Deconstructing Church

Writing my way to an inclusive and affirming Church

Reflections on Bereavement

AltText: Dead bunch of sunflowers and wildflower greenery laid on the floor with a still hand and forearm in the background.

When you lose someone dear to you, there is no experience like it.

That moment, should you be by their side at their death or receive the news second hand, never leaves you. They have left, but the moment of their leaving will not. Funny, that.

The firsts begin. The first time you enter into the space they should be but aren’t. The first time their voice should be heard or witnessed as sign, yet is silenced or stilled. The first time you meet with fellow bereaved ones, not knowing if you should share a hug, a tear or a smile.

Do you carry on as normal, when there is this massive tear in the fabric of your life? How do you? How can that even be expected of you? Why is the world not frozen in time while you stop and wail Superman style – only you can’t spin it backwards to reclaim your Lois Lane. How do you do anything but stare at the gaping hole that is left in your complete circle of loved ones and rage at the injustice. They should be there. They should have had more time. We should have had more time.

It has been a long time since I have yearned for a church, but this week as I have mourned a great, desperately sad loss, I felt that pang of *something*. Regret? No. I don’t regret the path I have taken. Absence? Maybe? But I quickly understood the fellowship I needed was right where it always is for me, my online community and my faithful fellows and friends God has given me to journey alongside. Space? Perhaps, but some candles and quiet time sorted that one out. Teaching, communion, etc, etc.

I have it all. Whatever I need, even though I no longer have physical, traditional, on-site church, I have it all. I have been loved through the shock of my bereavement just as dearly as I ever have been.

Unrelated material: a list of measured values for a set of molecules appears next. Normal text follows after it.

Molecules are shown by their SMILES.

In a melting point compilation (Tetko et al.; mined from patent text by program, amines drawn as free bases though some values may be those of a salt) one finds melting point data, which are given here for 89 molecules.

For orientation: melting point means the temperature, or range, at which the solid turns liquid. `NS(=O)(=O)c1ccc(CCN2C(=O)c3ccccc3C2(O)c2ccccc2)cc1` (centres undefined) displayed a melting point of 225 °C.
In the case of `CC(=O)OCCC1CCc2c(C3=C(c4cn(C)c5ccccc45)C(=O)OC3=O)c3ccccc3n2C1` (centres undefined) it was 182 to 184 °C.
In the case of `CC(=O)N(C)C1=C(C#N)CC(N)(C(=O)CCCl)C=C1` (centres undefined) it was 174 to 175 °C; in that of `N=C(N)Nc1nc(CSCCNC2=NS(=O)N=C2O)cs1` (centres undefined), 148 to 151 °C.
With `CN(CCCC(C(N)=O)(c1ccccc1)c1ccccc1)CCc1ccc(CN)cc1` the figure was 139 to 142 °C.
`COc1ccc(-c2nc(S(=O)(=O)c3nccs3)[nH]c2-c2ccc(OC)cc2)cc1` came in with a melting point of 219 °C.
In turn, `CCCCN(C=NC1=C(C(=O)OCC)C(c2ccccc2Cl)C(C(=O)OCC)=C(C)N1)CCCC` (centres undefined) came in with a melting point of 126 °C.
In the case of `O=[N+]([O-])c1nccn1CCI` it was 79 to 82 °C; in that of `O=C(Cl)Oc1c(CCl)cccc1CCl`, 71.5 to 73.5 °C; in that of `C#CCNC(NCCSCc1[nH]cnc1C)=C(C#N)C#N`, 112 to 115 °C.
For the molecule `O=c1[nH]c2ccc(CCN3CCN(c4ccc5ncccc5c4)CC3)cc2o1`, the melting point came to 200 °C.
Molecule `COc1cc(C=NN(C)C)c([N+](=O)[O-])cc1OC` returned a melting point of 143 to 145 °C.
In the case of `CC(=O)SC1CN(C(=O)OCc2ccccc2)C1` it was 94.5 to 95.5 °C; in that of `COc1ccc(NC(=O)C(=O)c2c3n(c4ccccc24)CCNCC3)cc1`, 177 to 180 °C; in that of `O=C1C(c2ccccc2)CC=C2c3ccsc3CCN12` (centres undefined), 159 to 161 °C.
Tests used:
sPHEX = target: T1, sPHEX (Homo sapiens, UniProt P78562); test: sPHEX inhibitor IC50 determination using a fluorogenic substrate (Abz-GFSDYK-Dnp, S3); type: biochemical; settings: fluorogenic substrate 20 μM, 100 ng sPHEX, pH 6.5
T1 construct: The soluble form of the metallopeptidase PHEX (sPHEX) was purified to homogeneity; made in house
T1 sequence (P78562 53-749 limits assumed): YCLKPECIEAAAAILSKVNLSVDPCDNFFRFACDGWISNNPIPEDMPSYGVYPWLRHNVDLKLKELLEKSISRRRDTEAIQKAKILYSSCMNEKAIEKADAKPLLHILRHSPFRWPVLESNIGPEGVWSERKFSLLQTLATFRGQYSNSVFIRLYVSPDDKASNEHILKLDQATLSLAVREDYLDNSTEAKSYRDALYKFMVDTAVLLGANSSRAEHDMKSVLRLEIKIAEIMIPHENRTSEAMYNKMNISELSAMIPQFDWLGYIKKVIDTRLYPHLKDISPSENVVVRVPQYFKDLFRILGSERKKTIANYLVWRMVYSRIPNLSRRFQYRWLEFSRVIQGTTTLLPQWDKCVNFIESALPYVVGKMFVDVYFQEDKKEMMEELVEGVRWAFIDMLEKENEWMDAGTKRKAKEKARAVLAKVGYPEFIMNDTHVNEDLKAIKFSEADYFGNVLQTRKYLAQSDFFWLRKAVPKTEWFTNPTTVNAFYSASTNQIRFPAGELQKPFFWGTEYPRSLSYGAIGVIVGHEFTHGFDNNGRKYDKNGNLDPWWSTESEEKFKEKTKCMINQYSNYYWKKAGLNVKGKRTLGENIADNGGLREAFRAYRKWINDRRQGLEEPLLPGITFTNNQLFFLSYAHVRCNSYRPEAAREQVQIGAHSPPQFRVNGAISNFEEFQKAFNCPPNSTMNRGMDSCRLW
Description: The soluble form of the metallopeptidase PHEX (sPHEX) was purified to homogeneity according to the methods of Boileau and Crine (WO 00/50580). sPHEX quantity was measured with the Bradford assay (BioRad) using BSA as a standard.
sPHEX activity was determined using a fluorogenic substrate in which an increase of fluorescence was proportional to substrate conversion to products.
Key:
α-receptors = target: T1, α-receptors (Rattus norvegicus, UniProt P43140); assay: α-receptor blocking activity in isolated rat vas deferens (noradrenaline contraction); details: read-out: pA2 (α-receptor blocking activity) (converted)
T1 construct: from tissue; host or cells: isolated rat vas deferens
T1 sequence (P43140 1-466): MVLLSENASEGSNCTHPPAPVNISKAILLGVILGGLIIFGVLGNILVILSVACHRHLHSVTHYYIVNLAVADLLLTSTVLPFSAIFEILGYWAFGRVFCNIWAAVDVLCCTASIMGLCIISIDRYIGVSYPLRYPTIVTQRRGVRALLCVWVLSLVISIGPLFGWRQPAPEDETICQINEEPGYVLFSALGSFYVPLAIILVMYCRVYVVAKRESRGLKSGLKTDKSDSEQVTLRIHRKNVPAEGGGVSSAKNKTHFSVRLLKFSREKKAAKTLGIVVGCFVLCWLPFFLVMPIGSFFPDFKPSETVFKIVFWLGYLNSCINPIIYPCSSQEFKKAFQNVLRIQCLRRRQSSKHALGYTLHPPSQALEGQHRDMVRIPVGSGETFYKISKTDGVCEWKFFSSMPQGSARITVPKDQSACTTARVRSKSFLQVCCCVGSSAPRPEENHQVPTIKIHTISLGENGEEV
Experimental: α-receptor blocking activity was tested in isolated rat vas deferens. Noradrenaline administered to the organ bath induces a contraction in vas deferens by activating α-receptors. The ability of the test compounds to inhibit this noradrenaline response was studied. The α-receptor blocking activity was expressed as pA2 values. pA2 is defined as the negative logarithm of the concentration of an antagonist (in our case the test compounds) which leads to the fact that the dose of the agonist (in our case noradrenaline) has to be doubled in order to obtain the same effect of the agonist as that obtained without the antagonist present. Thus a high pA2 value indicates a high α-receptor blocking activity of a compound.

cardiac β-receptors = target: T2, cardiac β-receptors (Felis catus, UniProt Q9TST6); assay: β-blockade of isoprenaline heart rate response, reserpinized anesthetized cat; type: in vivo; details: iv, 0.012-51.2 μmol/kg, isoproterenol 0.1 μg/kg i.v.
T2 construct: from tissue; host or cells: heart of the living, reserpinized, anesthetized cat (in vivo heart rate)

I still don’t have who I lost on Saturday. But I have found more certainty, belonging and peace since their death because of what I have experienced due to it. More is to come; mourning is messy, prolonged and tiring. But I know I have an online community of wilderness Christians and a God who has my back to get me through.

When you lose someone dear to you, there is no experience like it. Devastating and comforting. Draining and uplifting. Cleaving and gathering.

We have much to learn from the rites of death if we embraced them as much as we do the rites of life.

Peace be with us.

2 responses to “Reflections on Bereavement”

  1. Dear Rebecca,

    I would like to express my condolences to you. A special acknowledgement is due to you for your expressing so commendably well regarding bereavement.

    Your post has touched me very deeply and rendered me teary, as I can resonate and empathize with your reflections on bereavement.

    One never ceases to love those who had featured so much in our lives in many endearing ways. Likewise, I still miss my late mother very dearly every day of my life, given that I have had a very close relationship with my late mother, as can be witnessed in my very detailed, multipronged and poignant examination of mortality and filiality in my expansive post entitled “Khai & Khim: For Always and Beyond Goodbye“, which has been composed as something very significant for posterity in the form of a special multimedia eulogy-cum-memoir-cum-biography. You can easily locate this post from the Home page of my blog.

    Once again, thank you very much for composing and publishing your thought-provoking and reflective post regarding bereavement in relation to everlasting wisdom and compass of life.

    May you find 2022 very much to your liking and highly conducive to your publishing, writing, reading, thinking and blogging whatever topics that appeal to your intellectual exploration and introspection!

    Wishing you a productive week doing or enjoying whatever that satisfies you the most, whether aesthetically, physically, intellectually or spiritually!

    Yours sincerely,


    1. Hello SoundEagle

      Thank you very much for your kind wishes, and I am very sorry for your loss. Writing is such a release, and I am glad we can share our thoughts in support of eachother.

      Peace be with you


      Liked by 1 person

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About Me

Hello, I’m Rebecca! I am a neurodivergent cishet woman living with Long Covid. I am a qualified and registered Music Therapist, and a Tutor. My specialist interests are faith, spirituality, music and social justice (including safeguarding). I write when I feel like it and have the ‘spoons’. I co-lead the online faith community The Ordinary Office, and write for various blogs, books and resources as required.

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